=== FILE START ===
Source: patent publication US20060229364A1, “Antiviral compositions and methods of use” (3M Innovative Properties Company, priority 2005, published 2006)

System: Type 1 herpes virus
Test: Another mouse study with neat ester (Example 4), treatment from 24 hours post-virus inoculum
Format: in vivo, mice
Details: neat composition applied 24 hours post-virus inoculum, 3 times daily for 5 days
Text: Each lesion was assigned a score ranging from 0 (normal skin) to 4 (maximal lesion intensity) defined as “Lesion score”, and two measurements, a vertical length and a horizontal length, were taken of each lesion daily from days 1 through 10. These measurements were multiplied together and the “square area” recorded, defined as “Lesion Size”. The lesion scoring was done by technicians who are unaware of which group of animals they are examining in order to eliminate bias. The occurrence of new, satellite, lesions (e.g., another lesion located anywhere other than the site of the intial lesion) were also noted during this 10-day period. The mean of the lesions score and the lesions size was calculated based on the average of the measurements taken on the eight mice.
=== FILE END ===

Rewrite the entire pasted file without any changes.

Source: patent publication US20060229364A1, “Antiviral compositions and methods of use” (3M Innovative Properties Company, priority 2005, published 2006)

System: Type 1 herpes virus
Test: Another mouse study with neat ester (Example 4), treatment from 24 hours post-virus inoculum
Format: in vivo, mice
Details: neat composition applied 24 hours post-virus inoculum, 3 times daily for 5 days
Text: Each lesion was assigned a score ranging from 0 (normal skin) to 4 (maximal lesion intensity) defined as “Lesion score”, and two measurements, a vertical length and a horizontal length, were taken of each lesion daily from days 1 through 10. These measurements were multiplied together and the “square area” recorded, defined as “Lesion Size”. The lesion scoring was done by technicians who are unaware of which group of animals they are examining in order to eliminate bias. The occurrence of new, satellite, lesions (e.g., another lesion located anywhere other than the site of the intial lesion) were also noted during this 10-day period. The mean of the lesions score and the lesions size was calculated based on the average of the measurements taken on the eight mice.